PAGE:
And there it was: the famous Ironman Lanzarote bike leg. This race has seen accomplished athletes swear it off as “never again” or proclaim that “now Hawaii will be a cake walk.” I was anxious to see how it treated me. I had decided to deviate from my normal strategy of riding conservatively for the first half of the 180 kilometers. I planned to go hard when I faced up hills and headwinds, counting on the recovery that would come from the down hills and tailwinds. As it turned out, this new strategy was not a bad one. What I had not counted on, however, was that during my downhill and tailwind recoveries, I would lose so much time to my competitors. Previously I had thought that I was a good technical rider, and that I descended fairly well. I have since discovered that this is not entirely accurate. In part due to my comparatively low familiarity with the course, and in part due to my poor wheel selection (front quad spokes don’t mix well with gusty crosswinds), I lost major time on the descents. It didn’t seem to affect things terribly, though, as I managed to make up most of the time lost while climbing. I then began a cat-and-mouse flip-flop with three or four other top-ten riders for the remainder of the ups and downs (about 80k). To add a bit of insult to my poor-descending injury, I managed to take a wrong turn at the end of the bike ride. Ah well, I thought, it’s all just more time I’d make up on the run.
Leaving T2 in Puerto del Carmen is electrifying. The crowds are amazing, and they know it. They happily give you energy as they scream and holler at you all the way up and down their charming beach town, proving once and for all that triathlon is BIG in Europe.
The folks that created this longest running Ironman in Europe (this was the eleventh year) had a few crazy ideas up their sleeves. First and foremost they made everyone endure five plus hours of cycling pain and beauty (the cycling course, in addition to cutting through barren lava fields and quaint villages, afforded a few breathtaking panoramic views from lookout points with no guardrails). Next, they decided to make the 42.2-kilometer run be a quadruple out-and-back. Hmmm…not sure about that one.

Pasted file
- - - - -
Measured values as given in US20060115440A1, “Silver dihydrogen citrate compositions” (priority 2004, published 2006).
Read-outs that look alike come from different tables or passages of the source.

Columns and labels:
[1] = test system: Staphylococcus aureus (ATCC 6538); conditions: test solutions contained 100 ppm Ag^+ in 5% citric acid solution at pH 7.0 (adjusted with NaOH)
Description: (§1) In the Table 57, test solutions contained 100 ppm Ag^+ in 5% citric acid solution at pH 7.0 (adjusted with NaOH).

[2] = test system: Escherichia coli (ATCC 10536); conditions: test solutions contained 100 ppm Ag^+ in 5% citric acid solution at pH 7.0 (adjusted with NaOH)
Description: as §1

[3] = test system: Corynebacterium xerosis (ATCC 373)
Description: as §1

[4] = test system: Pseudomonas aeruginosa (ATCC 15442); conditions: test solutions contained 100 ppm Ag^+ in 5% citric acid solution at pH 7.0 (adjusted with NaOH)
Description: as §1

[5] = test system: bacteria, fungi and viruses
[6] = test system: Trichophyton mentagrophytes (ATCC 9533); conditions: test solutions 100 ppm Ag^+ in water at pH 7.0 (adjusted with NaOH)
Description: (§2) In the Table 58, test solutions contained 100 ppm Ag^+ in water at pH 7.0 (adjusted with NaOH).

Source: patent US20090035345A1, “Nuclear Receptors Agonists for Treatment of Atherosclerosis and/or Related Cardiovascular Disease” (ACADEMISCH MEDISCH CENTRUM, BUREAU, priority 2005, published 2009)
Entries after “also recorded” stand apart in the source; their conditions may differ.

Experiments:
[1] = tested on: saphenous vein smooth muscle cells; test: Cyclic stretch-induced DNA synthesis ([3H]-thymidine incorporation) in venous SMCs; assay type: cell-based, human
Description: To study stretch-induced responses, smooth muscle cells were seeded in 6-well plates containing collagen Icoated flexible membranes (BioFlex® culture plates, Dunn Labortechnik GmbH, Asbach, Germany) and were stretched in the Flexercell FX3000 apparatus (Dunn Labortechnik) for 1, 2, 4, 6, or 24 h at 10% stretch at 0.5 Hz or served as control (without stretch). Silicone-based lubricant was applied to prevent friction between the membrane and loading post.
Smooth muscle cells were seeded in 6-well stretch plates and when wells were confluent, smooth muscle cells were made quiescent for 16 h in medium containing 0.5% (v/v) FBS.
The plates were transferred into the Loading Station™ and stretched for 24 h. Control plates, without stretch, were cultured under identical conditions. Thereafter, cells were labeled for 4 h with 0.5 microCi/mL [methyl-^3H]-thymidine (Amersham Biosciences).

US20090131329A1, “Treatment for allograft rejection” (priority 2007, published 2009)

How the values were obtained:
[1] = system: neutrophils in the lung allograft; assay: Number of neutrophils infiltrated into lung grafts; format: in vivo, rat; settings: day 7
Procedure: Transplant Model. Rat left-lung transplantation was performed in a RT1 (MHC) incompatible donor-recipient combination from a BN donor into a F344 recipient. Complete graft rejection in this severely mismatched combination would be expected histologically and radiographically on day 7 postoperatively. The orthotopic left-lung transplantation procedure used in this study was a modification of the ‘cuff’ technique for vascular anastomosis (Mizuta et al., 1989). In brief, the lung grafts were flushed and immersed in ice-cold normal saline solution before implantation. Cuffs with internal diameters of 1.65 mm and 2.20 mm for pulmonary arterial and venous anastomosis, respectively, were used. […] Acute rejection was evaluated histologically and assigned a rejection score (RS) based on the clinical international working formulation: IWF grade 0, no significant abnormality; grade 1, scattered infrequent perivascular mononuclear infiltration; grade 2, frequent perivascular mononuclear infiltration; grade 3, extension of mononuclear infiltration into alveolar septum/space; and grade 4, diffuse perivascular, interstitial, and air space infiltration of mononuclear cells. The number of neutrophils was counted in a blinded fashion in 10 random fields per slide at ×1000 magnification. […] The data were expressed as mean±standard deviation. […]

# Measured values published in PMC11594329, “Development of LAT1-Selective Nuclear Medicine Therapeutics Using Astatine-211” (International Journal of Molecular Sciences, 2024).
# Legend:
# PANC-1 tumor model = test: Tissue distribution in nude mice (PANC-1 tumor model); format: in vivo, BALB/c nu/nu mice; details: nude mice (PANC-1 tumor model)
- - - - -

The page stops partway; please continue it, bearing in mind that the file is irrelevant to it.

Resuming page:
For me the run began wonderfully. The multi-loop course gave me an excellent opportunity to see where I stood relative to the other competitors in the race. And, since I was feeling so great, I was able to cheer for Peter Sandvang, the leader, as he ran the opposite direction. From the looks of it, he had done some serious damage on the bike, and was reaping the benefits of a nice cushion-second place was well back. Later, on my second loop, I was fortunate enough to check out the women’s race. It looked like a heated battle between Lisbeth Kristensen of Denmark, Gillian Bakker of Canada and Spain’s own Maribel Blanco Velaso (who eventually overcame them both for the win). Perhaps had I paid more attention to my own race, I would have maintained the “good feeling” I had for the first 25 kilometers. However, as it was, my negligence toward proper hydration and nutrition provided for a nice kick in the pants. From approximately 16 or 17 miles on, I suffered a painful process of blowing up. Although I felt that my fitness would have allowed me to maintain my first half’s pace, my pathetic attempts at calorie consumption denied me the opportunity to find out. I had slowed to a trot.
Nevertheless, I finished the race urged on by the hoots and hollers of thousands of screaming spectators. I crossed the line and proceeded straight to the drawing boards, hunting for the reason that I let another race fall prey to my nutritional inadequacies.
Happy to have participated in a race that for so long stood enticingly at the top of my list, I vowed to return to this wonderful and challenging race. Knowing that there are other races that can fit the bill when it comes to tradition, a unique format, an exotic destination or the challenge they pose, it is hard to imagine that any one other could simultaneously deliver on all four aspects, as does Ironman Canarias. Is this the toughest Ironman in the world? To answer that question is tough (perhaps an indicator that all regarding Lanzarote is hard).
When factoring in the heat, the wind, the mental strength required, the level of competition, and the unique unknown, nothing is harder than Hawaii. When just factoring in the heat, the wind, and the terrain, my opinion is that nothing is harder than Lanzarote. Relatively speaking, my experience at this distance is still slight. However, I can say that this is the hardest I have ever had to work, and it’s the longest time I’ve taken to cover the 140.6.